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Pete Rose: The Pseudo-event

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When Daniel Boorstin wrote in 1961’s “The Image” about “pseudo-events“- i.e., events that take place solely for the purpose of being reported- the sort of thing he had in mind for the future was likely the “mock trial” of Pete Rose that aired Thursday night on ESPN. Despite its status as an exercise that was produced and put together from its very conception by the network, the “trial” was nonetheless treated by ESPN’s news operation as though it were a legitimate sports happening; other outlets even treated it as actual news when the “jury” ultimately determined that Rose does indeed belong in the Hall, despite agreeing in 1989 to a lifetime banishment from baseball after it came to light that he had likely placed bets on the Cincinnati Reds while he was their manager.

Ostensibly a “trial,” the show was more a Lincoln-Douglas-style debate between celebrity jurists/Dream Teamers Johnnie Cochran (arguing for Rose in the Hall of Fame) and Alan Dershowitz (arguing against). Indeed, the third star of the proceeding was an elephant in the room by the name of O.J.- whether it was the presence of those two lawyers, the “trial” of a retired superstar athlete, the question of whether off-field misdeeds should affect a player’s historical standing, or the athlete refusing to admit any wrongdoing despite nearly insurmountable evidence of his guilt, the Long National Nightmare of the Simpson trial was never far from the surface, even if it was only mentioned at the end.

At any rate, the trial took place at Harvard Law School, and was apparently the brainchild of Dershowitz’s son, an ESPN producer. And that was part of the problem- nearly every aspect of the trial was complete make-believe, from the goofy music, to the absense of such key figures as Rose himself and ex-commissioner Fay Vincent, to the inclusion of witnesses (like the funny ex-pitcher Bill “Spaceman” Lee, and legendary statman Bill James, whose stubborn defense of Rose is really the one and only blind spot in all of his writings) who have little to nothing to do with the case, to Dershowitz’s un-Dersh-like demuring of practically everything he said (something Cochran didn’t do, though both lawyers were clearly on autopilot), to Judge/CourtTV anchor Catherine Crier actually calling for a “recess” (read: commercial break) right as the verdict was about to be read- an “American Idol”-like copout that not even “The Practice” has stooped to. I was surprised the lawyers and witnesses didn’t get up and all take a bow at the show’s end.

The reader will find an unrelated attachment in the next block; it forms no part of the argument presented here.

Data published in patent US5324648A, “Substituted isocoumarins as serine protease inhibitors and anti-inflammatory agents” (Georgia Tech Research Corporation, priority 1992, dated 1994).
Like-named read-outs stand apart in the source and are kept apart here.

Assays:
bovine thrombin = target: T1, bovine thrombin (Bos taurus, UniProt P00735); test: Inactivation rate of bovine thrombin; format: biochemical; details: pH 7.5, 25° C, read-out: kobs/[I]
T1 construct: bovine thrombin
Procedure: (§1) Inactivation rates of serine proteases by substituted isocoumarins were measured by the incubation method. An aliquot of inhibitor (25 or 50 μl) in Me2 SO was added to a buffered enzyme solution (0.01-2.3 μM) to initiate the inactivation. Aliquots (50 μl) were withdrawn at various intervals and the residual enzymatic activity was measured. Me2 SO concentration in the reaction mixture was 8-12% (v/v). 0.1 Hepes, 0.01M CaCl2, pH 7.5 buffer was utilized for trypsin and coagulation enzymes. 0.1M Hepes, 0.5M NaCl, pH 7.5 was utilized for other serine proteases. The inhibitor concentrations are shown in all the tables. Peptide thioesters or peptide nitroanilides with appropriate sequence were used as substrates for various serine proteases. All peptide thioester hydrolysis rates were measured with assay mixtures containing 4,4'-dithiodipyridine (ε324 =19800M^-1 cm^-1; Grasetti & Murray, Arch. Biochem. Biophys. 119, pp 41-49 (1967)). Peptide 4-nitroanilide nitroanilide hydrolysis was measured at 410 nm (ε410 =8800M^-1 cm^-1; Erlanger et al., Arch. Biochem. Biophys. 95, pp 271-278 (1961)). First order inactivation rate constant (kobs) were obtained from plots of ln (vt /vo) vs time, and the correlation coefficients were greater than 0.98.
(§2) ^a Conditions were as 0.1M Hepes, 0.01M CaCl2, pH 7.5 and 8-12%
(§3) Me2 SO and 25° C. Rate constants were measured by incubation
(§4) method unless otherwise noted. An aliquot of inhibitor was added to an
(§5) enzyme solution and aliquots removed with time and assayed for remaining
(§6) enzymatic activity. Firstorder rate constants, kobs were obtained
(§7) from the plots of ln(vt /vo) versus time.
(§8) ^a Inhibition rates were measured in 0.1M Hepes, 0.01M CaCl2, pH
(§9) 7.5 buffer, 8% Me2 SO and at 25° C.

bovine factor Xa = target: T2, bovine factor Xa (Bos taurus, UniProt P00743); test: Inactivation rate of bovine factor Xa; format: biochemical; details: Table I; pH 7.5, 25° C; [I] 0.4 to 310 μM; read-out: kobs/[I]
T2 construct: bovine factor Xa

Despite sitting through the entire three-hour trial (which consisted, honestly, of about one hour total of worthwhile material), and extra hour of “post-game,” I don’t feel I learned anything new about the Rose case, except that Bill Lee thinks there’s a evil baseball conspiracy. The conventional wisdom has long been that Rose will be reinstated the day he admits that he bet on baseball and apologizes for the act itself and the 15 years of lies; I agree with and endorse this supposition provided Rose never be allowed to manage or otherwise work in baseball again. But since we all know how gutless Commissioner Bud is, I’m guessing we’ll see Pete get an unconditional pardon, sooner rather than later, and he’ll be managing the Reds again by this time next year.

My friend Jeremy Wahlman was there, and got to “breathe the same air as Bill James”; check out his report.

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About Stephen Silver

  • stiv muertin

    I’m afraid I can’t agree with your Pete Rose conclusion. What part of “lifetime ban” do Pete Rose and the media have trouble understanding? If I signed a contract with someone, regardless of whether I liked the deal or not, I would be expected to live up to the terms- minus grumbling. Maybe Mr. Rose thought the ban was for Bart Giamatti’s lifetime. That would explain his trying to ‘welch’ on his agreement almost as they were lowering the former commissioner’s body into the ground. Don’t get me wrong, I grew up watching Pete Rose play in the seventies, and he was easily one of my favorite players. However his behavior, particularly since signing the ban, has left me troubled, then annoyed, and finally outright hostile to the prospect of his reinstatement. I have to say that he honors all his agreements this way, I’m glad I’m not his bookie. I will close by saying that the day Pete Rose dies there should be an immediate push to get him (and Joe Jackson) into the Hall of Fame, but until then he should just close his mouth. He only serves to further tarnish his image by continuing to whine.

  • The Theory

    in my humble opinion, he should not manage a baseball team or be involved in the MLB in any way. However, he was an outstanding player and to be banned from the hall of fame as well is ludicris. get him in the hall asap but let’s let him think about his devious ways when he sees someone else managing those Reds…

    peace.